In a historic decision on Monday 21 August 2017, a five-judge constitution bench of the Indian Supreme Court struck down by 3:2 majority, the practice of “Triple Talaq”, or instant divorce.
The two judges, Chief Justice J S Khehar and Justice S Abdul Nazeer held triple talaq to be part of fundamental rights to religion of Muslims and said it was not unconstitutional.
But, Justices Kurian Joseph, R F Nariman and U U Lalit said triple talaq violated the fundamental rights of Muslim women as they are subjected to arbitrary, instant, irrevocable divorce through this practice.
Interestingly, the bench consisted of five male judges from different faiths — Hinduism, Christianity, Islam, Sikhism and Zoroastrianism. They told the Government to come up with a new law within six months.
The debate has been raging across India about the validity of Triple talaq for the past few decades. Eventually the Central Government challenged the practice and took the case to Supreme Court against the All India Muslim Personal Law Board (AIMPLB), the body providing for the application of the Islamic Law Code of Shariat to Muslims in India in personal affairs, known as Indian Muslims Personal Law.
According to groups opposing instant triple talaq, the practice has caused injustice to many ordinary Muslim women in India. Very often short tempered men pronounce talaq three or more times in anger or otherwise most of the time following differences or disputes.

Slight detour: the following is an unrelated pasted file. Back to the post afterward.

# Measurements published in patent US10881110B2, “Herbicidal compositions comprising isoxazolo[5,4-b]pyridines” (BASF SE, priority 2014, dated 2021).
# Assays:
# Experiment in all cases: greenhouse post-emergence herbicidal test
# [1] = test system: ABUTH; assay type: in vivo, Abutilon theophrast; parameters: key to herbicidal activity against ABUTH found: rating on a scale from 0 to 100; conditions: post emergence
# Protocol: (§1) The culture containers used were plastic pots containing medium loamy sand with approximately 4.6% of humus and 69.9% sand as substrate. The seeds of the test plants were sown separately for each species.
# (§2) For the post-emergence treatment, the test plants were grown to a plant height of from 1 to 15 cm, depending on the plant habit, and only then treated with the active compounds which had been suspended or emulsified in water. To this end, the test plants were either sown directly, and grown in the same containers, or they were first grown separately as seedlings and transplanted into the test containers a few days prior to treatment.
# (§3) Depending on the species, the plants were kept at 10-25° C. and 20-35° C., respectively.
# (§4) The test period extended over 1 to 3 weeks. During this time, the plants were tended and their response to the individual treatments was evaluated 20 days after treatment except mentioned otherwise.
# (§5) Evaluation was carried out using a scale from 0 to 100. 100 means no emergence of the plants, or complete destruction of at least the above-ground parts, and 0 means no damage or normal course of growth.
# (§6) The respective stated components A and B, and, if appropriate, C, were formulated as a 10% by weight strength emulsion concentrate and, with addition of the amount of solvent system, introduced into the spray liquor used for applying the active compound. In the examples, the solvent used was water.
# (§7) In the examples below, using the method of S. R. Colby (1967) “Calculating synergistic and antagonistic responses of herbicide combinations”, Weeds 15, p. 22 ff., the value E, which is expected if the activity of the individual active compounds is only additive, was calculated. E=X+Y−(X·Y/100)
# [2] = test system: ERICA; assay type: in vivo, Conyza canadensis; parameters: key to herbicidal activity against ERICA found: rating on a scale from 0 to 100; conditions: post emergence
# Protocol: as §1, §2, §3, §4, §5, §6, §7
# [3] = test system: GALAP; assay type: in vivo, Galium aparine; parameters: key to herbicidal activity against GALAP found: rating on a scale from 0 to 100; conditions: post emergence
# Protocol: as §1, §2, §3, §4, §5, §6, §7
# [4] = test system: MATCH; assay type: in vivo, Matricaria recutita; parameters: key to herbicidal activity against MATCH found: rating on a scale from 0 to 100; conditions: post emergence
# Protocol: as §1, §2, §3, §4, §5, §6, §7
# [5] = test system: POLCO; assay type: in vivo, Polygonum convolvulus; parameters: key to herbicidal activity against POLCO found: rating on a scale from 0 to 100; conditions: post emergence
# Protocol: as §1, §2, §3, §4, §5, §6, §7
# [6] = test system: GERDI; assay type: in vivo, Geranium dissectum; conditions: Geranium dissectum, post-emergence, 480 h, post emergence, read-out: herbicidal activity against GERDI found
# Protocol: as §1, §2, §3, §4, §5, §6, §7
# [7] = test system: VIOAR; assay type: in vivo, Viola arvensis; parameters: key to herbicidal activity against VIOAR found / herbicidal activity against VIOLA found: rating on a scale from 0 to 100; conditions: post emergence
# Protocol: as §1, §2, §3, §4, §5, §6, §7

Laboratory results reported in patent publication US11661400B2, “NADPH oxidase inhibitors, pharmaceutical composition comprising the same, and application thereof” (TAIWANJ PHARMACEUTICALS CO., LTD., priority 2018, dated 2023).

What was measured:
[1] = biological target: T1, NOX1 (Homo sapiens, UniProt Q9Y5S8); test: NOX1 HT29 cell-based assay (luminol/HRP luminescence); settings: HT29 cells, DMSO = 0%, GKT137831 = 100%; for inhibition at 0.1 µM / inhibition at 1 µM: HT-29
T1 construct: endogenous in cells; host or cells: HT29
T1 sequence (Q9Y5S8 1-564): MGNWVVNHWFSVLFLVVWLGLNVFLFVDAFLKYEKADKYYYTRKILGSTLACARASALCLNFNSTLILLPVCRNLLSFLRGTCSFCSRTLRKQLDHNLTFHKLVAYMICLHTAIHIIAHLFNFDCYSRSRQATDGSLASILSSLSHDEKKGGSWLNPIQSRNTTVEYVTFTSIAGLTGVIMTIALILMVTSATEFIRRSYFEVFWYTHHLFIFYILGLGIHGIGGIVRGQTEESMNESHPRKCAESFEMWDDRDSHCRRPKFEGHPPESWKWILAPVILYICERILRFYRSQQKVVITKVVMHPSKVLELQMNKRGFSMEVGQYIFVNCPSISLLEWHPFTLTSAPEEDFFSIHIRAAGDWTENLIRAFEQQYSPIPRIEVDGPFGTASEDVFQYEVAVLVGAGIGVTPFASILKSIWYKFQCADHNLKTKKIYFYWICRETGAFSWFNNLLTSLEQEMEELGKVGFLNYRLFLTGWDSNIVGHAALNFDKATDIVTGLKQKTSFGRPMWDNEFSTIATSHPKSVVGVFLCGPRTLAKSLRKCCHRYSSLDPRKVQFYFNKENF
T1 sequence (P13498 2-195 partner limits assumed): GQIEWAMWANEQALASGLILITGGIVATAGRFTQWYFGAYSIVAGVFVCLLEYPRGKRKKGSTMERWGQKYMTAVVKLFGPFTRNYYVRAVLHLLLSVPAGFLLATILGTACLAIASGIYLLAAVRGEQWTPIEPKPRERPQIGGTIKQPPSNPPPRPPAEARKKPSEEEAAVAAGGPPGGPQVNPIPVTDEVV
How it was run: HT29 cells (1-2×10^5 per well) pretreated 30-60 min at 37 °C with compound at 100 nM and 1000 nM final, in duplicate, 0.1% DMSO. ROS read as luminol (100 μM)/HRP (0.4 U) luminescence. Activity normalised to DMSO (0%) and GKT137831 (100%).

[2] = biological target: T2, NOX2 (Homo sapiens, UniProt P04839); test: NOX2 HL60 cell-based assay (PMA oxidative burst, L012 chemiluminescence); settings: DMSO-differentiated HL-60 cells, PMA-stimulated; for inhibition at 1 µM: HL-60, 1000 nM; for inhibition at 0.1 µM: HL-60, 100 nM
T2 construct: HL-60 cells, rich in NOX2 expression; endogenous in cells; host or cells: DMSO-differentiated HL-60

Under this practice, the triple talaq results in divorce between the couple with no way of reconciliation except going through Halala, where the wife has to marry another man and get divorce from him to remarry the previous husband.
Instant triple talaq supporters claim that incidents of triple talaq constitutes less than 1 % cases of divorce among Muslims as found in a survey conducted by the New Delhi-based Centre for Research and Debates in Development Policy (CRDDP). They claim that it is an attempt by the Hindu Nationalist government to interfere with Muslim Personal Law provisions for Muslims in India.
Islam aims at strengthening the institution of marriage. The right of divorce is given but only in exceptional circumstances. It is important to safeguard the best interests of women and children as well as peace within the family.
Many Islamic scholars around the world regard the practice of triple talaq in one instance un-Islamic, clearly contrary to Quranic teachings that specify a period of three-month process during which attempts of reconciliation should be made.
The practice of instant triple talaq has been abolished in most of the Muslim countries including neighbouring Pakistan and Bangladesh.
While debate on instant triple talaq divides Muslim groups, they all oppose current government’s attempt to implement uniform civil code to replace the personal law provisions of major religious communities in India covering marriage, divorce, inheritance, adoption and maintenance.
Thirteen years ago, nationally acclaimed Justice V R Krishna Iyer, pleaded in a piece titled ‘Unifying personal laws’ saying, “My powerful plea is that the personal laws may be reformed from within, without a quantum leap into a common code. Remarkable changes in Islamic laws are possible without violating the Quran but adopting progressive hermeneutics.”
The issue described as ‘triple talaq’ has unnecessarily been confused with the issue of a uniform civil code, thus thrusting India’s minority Muslim community into the defensive. But this dilemma is essentially a question of whether the Supreme Court can pronounce on an issue of religious personal law?